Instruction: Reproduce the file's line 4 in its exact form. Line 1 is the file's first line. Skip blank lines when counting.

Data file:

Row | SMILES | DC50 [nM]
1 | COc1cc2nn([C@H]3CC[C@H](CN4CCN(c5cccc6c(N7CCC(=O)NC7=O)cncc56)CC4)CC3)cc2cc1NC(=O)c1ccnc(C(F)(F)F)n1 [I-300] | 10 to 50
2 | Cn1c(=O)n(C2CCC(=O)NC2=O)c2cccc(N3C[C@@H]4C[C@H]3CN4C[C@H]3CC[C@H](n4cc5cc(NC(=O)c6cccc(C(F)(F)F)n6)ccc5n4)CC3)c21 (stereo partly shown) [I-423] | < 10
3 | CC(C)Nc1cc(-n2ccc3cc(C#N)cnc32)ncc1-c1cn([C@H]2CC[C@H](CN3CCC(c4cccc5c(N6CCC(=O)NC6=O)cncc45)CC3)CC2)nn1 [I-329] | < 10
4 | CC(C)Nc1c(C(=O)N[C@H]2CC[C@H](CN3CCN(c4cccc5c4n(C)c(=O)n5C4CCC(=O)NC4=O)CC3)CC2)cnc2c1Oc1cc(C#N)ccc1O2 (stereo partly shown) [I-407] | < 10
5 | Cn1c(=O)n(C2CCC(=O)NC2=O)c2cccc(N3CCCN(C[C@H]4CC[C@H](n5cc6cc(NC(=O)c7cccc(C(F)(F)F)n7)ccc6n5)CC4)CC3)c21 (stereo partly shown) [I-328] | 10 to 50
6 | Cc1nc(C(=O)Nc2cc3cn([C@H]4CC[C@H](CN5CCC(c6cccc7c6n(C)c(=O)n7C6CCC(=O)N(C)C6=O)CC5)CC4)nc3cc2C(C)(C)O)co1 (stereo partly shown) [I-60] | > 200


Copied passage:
3 | CC(C)Nc1cc(-n2ccc3cc(C#N)cnc32)ncc1-c1cn([C@H]2CC[C@H](CN3CCC(c4cccc5c(N6CCC(=O)NC6=O)cncc45)CC3)CC2)nn1 [I-329] | < 10